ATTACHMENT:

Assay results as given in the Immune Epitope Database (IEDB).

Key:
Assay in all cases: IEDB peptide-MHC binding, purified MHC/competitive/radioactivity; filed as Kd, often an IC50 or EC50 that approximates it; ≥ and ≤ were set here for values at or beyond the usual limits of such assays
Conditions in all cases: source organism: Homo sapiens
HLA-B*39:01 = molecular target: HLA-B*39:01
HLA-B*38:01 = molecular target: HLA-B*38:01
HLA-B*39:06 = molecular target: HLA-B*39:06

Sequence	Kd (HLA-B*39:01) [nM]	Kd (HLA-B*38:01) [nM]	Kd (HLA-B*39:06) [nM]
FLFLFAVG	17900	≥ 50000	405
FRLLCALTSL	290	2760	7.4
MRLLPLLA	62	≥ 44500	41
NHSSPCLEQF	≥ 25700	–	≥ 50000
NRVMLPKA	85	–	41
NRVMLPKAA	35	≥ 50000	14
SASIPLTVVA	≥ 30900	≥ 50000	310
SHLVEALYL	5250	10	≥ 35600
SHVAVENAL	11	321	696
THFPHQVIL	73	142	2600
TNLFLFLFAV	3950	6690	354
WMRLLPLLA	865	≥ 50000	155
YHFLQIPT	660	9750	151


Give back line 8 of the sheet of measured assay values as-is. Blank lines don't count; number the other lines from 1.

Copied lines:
Sequence	Kd (HLA-B*39:01) [nM]	Kd (HLA-B*38:01) [nM]	Kd (HLA-B*39:06) [nM]